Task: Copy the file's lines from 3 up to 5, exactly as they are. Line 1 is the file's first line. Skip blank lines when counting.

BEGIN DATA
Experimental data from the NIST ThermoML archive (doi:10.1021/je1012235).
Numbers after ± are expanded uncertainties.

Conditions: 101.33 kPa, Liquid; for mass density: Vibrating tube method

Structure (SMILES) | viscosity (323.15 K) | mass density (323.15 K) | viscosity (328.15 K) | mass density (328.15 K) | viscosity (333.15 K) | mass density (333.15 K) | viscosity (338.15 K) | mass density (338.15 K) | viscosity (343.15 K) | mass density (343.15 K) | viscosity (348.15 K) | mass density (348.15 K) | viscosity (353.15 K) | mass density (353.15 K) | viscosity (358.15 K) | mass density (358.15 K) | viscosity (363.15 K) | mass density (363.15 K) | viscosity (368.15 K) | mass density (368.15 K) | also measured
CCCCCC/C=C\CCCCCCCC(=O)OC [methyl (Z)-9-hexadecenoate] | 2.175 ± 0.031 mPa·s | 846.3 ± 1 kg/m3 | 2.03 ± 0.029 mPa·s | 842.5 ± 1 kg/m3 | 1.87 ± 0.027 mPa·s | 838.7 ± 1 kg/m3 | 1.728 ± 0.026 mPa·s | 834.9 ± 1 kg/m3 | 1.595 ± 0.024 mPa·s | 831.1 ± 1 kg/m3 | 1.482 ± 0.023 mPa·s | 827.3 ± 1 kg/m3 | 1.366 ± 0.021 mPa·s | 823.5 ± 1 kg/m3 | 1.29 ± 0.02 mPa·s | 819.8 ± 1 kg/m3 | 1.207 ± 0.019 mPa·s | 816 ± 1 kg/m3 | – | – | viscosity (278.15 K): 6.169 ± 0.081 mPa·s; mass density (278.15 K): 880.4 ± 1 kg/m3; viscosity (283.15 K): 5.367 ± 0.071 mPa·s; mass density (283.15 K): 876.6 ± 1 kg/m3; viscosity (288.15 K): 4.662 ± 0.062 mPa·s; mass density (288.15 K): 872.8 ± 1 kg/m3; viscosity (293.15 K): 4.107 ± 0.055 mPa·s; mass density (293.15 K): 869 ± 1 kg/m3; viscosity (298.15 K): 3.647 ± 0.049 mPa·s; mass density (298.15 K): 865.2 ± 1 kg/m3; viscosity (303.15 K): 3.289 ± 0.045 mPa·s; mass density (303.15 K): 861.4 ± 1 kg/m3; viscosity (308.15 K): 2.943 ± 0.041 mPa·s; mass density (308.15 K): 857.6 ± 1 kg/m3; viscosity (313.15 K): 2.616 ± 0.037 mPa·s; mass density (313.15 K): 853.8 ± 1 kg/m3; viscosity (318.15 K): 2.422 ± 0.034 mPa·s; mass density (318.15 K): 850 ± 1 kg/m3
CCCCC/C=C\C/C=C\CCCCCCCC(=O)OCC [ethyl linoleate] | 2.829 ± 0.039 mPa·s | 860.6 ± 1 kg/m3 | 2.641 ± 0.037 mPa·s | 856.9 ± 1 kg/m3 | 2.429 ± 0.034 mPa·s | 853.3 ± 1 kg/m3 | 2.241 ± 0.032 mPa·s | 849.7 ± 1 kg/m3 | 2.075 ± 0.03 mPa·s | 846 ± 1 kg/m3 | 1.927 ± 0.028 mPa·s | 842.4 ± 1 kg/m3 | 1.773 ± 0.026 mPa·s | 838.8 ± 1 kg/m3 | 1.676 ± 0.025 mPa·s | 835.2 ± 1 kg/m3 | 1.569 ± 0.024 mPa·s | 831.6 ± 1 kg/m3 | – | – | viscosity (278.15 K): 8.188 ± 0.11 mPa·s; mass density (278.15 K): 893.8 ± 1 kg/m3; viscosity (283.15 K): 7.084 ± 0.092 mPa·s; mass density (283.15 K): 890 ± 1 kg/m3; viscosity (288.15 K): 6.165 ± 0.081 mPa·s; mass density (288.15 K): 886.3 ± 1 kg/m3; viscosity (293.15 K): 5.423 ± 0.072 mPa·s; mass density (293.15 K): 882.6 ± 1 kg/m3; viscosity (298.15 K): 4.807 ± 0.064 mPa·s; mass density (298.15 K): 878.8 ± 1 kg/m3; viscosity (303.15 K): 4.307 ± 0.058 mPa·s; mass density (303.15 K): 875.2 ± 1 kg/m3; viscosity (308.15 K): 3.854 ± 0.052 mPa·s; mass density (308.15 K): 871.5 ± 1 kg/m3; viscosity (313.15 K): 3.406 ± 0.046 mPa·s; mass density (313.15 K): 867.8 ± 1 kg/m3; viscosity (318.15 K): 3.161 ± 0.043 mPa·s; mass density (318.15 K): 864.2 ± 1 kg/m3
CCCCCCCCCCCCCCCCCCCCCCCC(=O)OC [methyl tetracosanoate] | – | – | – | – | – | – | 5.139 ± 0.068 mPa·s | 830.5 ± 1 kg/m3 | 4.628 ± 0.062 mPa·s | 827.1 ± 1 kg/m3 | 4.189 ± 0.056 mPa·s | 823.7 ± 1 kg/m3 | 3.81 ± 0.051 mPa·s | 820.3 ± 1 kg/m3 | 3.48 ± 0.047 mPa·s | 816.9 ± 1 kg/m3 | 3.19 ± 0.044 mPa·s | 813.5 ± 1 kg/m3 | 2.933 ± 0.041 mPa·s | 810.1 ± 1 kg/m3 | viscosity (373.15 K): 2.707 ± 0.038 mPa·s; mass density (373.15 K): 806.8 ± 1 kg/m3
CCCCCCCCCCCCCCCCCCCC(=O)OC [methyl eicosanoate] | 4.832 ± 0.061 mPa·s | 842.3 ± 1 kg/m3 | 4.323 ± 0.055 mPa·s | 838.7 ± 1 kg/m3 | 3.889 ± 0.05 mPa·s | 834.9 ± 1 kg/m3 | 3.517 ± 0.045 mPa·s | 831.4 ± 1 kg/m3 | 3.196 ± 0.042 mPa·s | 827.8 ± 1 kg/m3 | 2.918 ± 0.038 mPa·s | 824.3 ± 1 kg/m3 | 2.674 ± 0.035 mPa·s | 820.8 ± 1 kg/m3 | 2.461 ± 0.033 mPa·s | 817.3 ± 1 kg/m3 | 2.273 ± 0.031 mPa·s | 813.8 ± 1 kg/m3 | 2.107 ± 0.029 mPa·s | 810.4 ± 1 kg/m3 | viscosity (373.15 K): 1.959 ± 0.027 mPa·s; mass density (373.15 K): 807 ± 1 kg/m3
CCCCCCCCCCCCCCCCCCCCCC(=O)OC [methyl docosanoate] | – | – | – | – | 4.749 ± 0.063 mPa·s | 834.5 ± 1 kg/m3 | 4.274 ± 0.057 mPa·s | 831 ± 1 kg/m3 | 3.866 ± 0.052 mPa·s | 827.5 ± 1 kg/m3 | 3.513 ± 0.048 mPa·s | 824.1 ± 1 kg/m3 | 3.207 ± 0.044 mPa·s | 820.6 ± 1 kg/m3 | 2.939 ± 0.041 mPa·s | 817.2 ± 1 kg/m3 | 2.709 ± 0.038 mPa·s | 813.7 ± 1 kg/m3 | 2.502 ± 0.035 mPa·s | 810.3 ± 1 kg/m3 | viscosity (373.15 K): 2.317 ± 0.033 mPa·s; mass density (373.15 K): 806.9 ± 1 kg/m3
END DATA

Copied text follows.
Conditions: 101.33 kPa, Liquid; for mass density: Vibrating tube method

Structure (SMILES) | viscosity (323.15 K) | mass density (323.15 K) | viscosity (328.15 K) | mass density (328.15 K) | viscosity (333.15 K) | mass density (333.15 K) | viscosity (338.15 K) | mass density (338.15 K) | viscosity (343.15 K) | mass density (343.15 K) | viscosity (348.15 K) | mass density (348.15 K) | viscosity (353.15 K) | mass density (353.15 K) | viscosity (358.15 K) | mass density (358.15 K) | viscosity (363.15 K) | mass density (363.15 K) | viscosity (368.15 K) | mass density (368.15 K) | also measured
CCCCCC/C=C\CCCCCCCC(=O)OC [methyl (Z)-9-hexadecenoate] | 2.175 ± 0.031 mPa·s | 846.3 ± 1 kg/m3 | 2.03 ± 0.029 mPa·s | 842.5 ± 1 kg/m3 | 1.87 ± 0.027 mPa·s | 838.7 ± 1 kg/m3 | 1.728 ± 0.026 mPa·s | 834.9 ± 1 kg/m3 | 1.595 ± 0.024 mPa·s | 831.1 ± 1 kg/m3 | 1.482 ± 0.023 mPa·s | 827.3 ± 1 kg/m3 | 1.366 ± 0.021 mPa·s | 823.5 ± 1 kg/m3 | 1.29 ± 0.02 mPa·s | 819.8 ± 1 kg/m3 | 1.207 ± 0.019 mPa·s | 816 ± 1 kg/m3 | – | – | viscosity (278.15 K): 6.169 ± 0.081 mPa·s; mass density (278.15 K): 880.4 ± 1 kg/m3; viscosity (283.15 K): 5.367 ± 0.071 mPa·s; mass density (283.15 K): 876.6 ± 1 kg/m3; viscosity (288.15 K): 4.662 ± 0.062 mPa·s; mass density (288.15 K): 872.8 ± 1 kg/m3; viscosity (293.15 K): 4.107 ± 0.055 mPa·s; mass density (293.15 K): 869 ± 1 kg/m3; viscosity (298.15 K): 3.647 ± 0.049 mPa·s; mass density (298.15 K): 865.2 ± 1 kg/m3; viscosity (303.15 K): 3.289 ± 0.045 mPa·s; mass density (303.15 K): 861.4 ± 1 kg/m3; viscosity (308.15 K): 2.943 ± 0.041 mPa·s; mass density (308.15 K): 857.6 ± 1 kg/m3; viscosity (313.15 K): 2.616 ± 0.037 mPa·s; mass density (313.15 K): 853.8 ± 1 kg/m3; viscosity (318.15 K): 2.422 ± 0.034 mPa·s; mass density (318.15 K): 850 ± 1 kg/m3